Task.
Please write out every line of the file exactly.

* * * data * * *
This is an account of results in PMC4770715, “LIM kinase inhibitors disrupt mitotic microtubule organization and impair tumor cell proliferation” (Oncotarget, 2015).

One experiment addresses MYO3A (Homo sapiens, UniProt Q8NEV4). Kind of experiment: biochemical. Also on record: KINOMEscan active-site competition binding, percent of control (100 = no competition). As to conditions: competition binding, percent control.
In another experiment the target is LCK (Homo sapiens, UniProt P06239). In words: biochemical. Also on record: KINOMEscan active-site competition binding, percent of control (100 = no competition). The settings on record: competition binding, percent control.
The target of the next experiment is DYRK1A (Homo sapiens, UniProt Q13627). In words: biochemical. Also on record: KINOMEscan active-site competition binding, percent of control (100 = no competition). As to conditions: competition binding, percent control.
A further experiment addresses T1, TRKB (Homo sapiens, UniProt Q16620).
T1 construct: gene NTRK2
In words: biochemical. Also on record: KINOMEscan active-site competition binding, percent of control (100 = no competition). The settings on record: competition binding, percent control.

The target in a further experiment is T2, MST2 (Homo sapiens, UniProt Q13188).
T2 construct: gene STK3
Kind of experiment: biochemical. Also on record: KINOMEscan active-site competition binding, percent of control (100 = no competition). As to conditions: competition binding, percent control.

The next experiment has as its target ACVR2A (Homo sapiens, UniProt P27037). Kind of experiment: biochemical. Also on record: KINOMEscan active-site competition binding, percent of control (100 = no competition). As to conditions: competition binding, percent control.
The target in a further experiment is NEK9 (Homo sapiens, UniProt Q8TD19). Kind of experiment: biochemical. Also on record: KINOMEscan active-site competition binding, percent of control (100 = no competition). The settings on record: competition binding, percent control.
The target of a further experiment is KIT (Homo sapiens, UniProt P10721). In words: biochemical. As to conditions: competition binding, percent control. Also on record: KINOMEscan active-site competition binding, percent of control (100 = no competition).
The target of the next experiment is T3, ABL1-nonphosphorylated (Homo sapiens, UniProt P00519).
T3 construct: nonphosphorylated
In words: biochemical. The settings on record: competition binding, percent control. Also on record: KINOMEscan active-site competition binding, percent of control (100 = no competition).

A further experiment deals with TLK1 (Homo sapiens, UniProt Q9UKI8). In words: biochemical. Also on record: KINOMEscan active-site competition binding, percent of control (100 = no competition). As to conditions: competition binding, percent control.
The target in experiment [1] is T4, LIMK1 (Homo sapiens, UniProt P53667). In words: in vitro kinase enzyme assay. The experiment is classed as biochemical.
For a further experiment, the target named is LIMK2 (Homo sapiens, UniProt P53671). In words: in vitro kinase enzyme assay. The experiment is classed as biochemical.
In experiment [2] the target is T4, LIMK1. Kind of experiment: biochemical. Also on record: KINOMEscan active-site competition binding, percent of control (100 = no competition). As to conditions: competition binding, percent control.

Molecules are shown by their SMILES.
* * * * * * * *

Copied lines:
This is an account of results in PMC4770715, “LIM kinase inhibitors disrupt mitotic microtubule organization and impair tumor cell proliferation” (Oncotarget, 2015).

One experiment addresses MYO3A (Homo sapiens, UniProt Q8NEV4). Kind of experiment: biochemical. Also on record: KINOMEscan active-site competition binding, percent of control (100 = no competition). As to conditions: competition binding, percent control.
In another experiment the target is LCK (Homo sapiens, UniProt P06239). In words: biochemical. Also on record: KINOMEscan active-site competition binding, percent of control (100 = no competition). The settings on record: competition binding, percent control.
The target of the next experiment is DYRK1A (Homo sapiens, UniProt Q13627). In words: biochemical. Also on record: KINOMEscan active-site competition binding, percent of control (100 = no competition). As to conditions: competition binding, percent control.
A further experiment addresses T1, TRKB (Homo sapiens, UniProt Q16620).
T1 construct: gene NTRK2
In words: biochemical. Also on record: KINOMEscan active-site competition binding, percent of control (100 = no competition). The settings on record: competition binding, percent control.

The target in a further experiment is T2, MST2 (Homo sapiens, UniProt Q13188).
T2 construct: gene STK3
Kind of experiment: biochemical. Also on record: KINOMEscan active-site competition binding, percent of control (100 = no competition). As to conditions: competition binding, percent control.

The next experiment has as its target ACVR2A (Homo sapiens, UniProt P27037). Kind of experiment: biochemical. Also on record: KINOMEscan active-site competition binding, percent of control (100 = no competition). As to conditions: competition binding, percent control.
The target in a further experiment is NEK9 (Homo sapiens, UniProt Q8TD19). Kind of experiment: biochemical. Also on record: KINOMEscan active-site competition binding, percent of control (100 = no competition). The settings on record: competition binding, percent control.
The target of a further experiment is KIT (Homo sapiens, UniProt P10721). In words: biochemical. As to conditions: competition binding, percent control. Also on record: KINOMEscan active-site competition binding, percent of control (100 = no competition).
The target of the next experiment is T3, ABL1-nonphosphorylated (Homo sapiens, UniProt P00519).
T3 construct: nonphosphorylated
In words: biochemical. The settings on record: competition binding, percent control. Also on record: KINOMEscan active-site competition binding, percent of control (100 = no competition).

A further experiment deals with TLK1 (Homo sapiens, UniProt Q9UKI8). In words: biochemical. Also on record: KINOMEscan active-site competition binding, percent of control (100 = no competition). As to conditions: competition binding, percent control.
The target in experiment [1] is T4, LIMK1 (Homo sapiens, UniProt P53667). In words: in vitro kinase enzyme assay. The experiment is classed as biochemical.
For a further experiment, the target named is LIMK2 (Homo sapiens, UniProt P53671). In words: in vitro kinase enzyme assay. The experiment is classed as biochemical.
In experiment [2] the target is T4, LIMK1. Kind of experiment: biochemical. Also on record: KINOMEscan active-site competition binding, percent of control (100 = no competition). As to conditions: competition binding, percent control.

Molecules are shown by their SMILES.